Twenty years ago, Europe largely rejected genetic modification at the same time the United States and Canada were embracing it. Comparing results on the two continents, using independent data as well as academic and industry research, shows how the technology has fallen short of the promise. An analysis by The Times using United Nations data showed that the United States and Canada have gained no discernible advantage in yields — food per acre — when measured against Western Europe, a region with comparably modernized agricultural producers like France and Germany. Also, a recent National Academy of Sciences report found that “there was little evidence” that the introduction of genetically modified crops in the United States had led to yield gains beyond those seen in conventional crops.
At the same time, herbicide use has increased in the United States, even as major crops like corn, soybeans and cotton have been converted to modified varieties. And the United States has fallen behind Europe’s biggest producer, France, in reducing the overall use of pesticides, which includes both herbicides and insecticides. One measure, contained in data from the United States Geological Survey, shows the stark difference in the use of pesticides. Since genetically modified crops were introduced in the United States two decades ago for crops like corn, cotton and soybeans, the use of toxins that kill insects and fungi has fallen by a third, but the spraying of herbicides, which are used in much higher volumes, has risen by 21%. By contrast, in France, use of insecticides and fungicides has fallen by a far greater %age – 65% – and herbicide use has decreased as well, by 36%.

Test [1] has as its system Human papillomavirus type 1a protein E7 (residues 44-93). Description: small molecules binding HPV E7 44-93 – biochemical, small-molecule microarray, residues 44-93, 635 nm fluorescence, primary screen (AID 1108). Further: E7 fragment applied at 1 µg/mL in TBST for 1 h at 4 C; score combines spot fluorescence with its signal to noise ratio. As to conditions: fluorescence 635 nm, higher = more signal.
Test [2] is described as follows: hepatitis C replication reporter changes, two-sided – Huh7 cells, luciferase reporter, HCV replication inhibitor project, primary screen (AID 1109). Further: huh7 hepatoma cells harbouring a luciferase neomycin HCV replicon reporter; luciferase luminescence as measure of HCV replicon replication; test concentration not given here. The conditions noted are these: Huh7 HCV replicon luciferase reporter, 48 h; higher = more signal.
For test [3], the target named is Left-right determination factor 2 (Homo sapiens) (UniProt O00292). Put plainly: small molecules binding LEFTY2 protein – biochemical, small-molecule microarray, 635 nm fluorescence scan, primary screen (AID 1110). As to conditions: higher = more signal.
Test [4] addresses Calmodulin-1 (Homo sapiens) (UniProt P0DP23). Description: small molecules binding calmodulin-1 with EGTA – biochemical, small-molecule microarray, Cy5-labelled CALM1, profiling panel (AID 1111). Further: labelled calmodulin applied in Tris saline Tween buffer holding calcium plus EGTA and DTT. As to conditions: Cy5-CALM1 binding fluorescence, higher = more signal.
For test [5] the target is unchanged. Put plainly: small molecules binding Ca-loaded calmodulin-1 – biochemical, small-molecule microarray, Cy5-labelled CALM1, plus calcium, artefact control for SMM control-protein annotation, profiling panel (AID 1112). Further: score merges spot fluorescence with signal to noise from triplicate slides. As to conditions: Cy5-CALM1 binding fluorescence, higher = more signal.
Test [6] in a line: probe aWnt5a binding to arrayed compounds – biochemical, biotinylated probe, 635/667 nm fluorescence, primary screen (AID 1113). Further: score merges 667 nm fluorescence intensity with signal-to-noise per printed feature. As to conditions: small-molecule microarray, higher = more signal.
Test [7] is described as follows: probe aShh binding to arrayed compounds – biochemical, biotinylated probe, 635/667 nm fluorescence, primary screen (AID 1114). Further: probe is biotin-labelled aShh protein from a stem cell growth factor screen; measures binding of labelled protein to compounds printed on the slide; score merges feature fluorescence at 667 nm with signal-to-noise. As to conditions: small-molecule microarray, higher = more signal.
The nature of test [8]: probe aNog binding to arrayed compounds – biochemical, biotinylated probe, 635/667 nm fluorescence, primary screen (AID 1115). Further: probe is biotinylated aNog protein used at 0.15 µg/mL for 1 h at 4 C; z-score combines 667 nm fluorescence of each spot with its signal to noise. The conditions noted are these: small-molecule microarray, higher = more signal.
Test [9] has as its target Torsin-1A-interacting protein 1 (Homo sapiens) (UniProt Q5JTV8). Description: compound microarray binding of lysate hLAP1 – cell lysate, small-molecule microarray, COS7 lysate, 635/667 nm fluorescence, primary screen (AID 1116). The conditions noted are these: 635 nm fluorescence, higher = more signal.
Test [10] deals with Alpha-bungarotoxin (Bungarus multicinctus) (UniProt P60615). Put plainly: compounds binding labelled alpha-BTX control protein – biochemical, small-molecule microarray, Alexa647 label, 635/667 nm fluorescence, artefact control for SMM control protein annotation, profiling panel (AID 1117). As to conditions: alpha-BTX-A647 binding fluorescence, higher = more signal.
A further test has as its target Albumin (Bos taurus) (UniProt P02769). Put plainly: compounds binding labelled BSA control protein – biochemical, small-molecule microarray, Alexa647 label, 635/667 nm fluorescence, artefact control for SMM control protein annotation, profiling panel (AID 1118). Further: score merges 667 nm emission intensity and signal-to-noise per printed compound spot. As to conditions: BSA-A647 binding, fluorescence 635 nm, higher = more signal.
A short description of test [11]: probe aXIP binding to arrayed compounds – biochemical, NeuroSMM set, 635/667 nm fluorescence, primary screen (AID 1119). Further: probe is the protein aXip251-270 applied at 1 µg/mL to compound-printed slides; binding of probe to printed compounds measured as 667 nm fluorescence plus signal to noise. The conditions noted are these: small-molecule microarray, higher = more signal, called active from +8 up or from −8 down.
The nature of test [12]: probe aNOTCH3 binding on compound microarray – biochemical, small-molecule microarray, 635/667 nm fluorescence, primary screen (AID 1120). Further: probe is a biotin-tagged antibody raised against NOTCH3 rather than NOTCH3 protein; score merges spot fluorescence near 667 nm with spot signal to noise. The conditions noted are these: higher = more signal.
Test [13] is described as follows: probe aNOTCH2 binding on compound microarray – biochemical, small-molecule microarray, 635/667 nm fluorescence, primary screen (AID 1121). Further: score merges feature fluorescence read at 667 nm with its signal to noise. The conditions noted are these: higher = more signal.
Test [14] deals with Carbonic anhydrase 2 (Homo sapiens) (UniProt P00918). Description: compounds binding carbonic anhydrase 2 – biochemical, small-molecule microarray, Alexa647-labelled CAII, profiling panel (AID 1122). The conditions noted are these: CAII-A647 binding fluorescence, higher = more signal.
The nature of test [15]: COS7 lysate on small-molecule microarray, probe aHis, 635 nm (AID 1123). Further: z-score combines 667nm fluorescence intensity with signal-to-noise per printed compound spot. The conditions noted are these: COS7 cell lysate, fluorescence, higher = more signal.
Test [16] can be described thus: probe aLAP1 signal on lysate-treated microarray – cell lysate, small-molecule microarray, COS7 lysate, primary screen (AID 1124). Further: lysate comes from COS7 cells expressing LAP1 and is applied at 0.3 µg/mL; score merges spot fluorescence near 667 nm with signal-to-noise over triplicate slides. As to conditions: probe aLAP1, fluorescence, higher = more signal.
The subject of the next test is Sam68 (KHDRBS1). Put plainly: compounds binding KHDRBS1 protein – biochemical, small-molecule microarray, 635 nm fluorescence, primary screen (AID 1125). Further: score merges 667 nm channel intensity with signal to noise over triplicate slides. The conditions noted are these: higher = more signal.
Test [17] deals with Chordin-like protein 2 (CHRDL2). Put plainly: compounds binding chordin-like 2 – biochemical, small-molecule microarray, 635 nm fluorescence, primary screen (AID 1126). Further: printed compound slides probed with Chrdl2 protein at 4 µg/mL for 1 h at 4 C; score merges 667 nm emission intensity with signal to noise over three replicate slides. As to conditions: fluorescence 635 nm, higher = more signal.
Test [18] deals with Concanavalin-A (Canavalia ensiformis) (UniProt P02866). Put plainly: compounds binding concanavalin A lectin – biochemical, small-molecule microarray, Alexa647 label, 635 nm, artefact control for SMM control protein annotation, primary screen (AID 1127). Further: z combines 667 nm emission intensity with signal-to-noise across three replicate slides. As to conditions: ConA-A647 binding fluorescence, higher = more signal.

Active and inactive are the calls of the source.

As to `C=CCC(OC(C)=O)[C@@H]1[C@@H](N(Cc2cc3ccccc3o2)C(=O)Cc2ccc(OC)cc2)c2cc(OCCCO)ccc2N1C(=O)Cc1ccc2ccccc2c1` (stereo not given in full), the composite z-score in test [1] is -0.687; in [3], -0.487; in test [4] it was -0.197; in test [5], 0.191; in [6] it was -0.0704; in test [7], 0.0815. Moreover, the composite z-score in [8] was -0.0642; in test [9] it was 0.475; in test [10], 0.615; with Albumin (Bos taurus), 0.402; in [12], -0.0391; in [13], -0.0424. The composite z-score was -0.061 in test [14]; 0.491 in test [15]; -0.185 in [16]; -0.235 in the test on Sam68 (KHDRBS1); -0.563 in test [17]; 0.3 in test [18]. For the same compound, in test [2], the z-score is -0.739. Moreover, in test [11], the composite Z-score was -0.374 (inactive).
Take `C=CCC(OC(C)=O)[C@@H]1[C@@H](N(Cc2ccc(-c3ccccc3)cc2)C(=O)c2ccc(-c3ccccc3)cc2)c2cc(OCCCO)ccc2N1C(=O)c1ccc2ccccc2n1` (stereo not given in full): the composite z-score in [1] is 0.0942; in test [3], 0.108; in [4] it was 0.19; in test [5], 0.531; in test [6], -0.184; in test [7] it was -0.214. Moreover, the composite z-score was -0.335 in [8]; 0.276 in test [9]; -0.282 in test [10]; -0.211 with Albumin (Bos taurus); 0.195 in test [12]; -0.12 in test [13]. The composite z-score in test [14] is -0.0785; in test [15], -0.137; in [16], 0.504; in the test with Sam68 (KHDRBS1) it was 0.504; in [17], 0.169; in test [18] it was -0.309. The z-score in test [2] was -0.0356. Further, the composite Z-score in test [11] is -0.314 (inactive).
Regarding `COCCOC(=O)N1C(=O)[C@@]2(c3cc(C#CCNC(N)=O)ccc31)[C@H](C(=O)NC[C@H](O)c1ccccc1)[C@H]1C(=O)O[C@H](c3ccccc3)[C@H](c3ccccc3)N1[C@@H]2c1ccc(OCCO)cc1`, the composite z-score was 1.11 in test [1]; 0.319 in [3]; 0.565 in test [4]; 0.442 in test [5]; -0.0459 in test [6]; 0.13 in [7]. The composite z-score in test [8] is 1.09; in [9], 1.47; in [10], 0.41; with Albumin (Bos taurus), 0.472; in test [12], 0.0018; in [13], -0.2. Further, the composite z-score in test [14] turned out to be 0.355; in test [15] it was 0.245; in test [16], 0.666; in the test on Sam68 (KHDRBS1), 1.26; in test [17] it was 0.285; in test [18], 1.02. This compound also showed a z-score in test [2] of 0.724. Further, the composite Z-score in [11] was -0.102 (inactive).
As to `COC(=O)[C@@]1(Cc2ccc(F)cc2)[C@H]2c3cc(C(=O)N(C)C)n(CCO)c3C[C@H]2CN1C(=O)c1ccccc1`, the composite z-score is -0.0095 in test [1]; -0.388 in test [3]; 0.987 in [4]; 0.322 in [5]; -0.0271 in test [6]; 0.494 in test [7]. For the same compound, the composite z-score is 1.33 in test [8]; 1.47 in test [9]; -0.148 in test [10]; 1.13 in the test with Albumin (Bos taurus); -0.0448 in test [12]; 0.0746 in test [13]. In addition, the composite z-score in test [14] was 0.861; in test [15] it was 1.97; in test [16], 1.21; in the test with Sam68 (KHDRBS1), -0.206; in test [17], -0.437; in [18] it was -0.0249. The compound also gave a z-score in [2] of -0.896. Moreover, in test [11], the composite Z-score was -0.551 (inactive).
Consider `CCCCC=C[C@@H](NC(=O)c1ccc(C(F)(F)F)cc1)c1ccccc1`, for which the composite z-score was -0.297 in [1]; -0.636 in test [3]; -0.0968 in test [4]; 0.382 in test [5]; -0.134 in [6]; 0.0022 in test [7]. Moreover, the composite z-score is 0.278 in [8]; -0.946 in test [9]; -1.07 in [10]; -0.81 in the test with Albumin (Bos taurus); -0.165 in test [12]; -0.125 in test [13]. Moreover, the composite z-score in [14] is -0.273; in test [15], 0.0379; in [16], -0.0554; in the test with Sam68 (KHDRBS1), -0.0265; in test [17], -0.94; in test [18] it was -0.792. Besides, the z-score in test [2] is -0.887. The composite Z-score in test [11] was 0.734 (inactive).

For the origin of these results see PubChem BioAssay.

The potential harm from pesticides, however, has drawn researchers’ attention. Pesticides are toxic by design – weaponized versions, like sarin, were developed in Nazi Germany – and have been linked to developmental delays and cancer. “These chemicals are largely unknown,” said David Bellinger, a professor at the Harvard University School of Public Health, whose research has attributed the loss of nearly 17 million I.Q. points among American children 5 years old and under to one class of insecticides. “We do natural experiments on a population,” he said, referring to exposure to chemicals in agriculture, “and wait until it shows up as bad.” The industry is winning on both ends – because the same companies make and sell both the genetically modified plants and the poisons. Driven by these sales, the combined market capitalizations of Monsanto, the largest seed company, and Syngenta, the Swiss pesticide giant, have grown more than sixfold in the last decade and a half.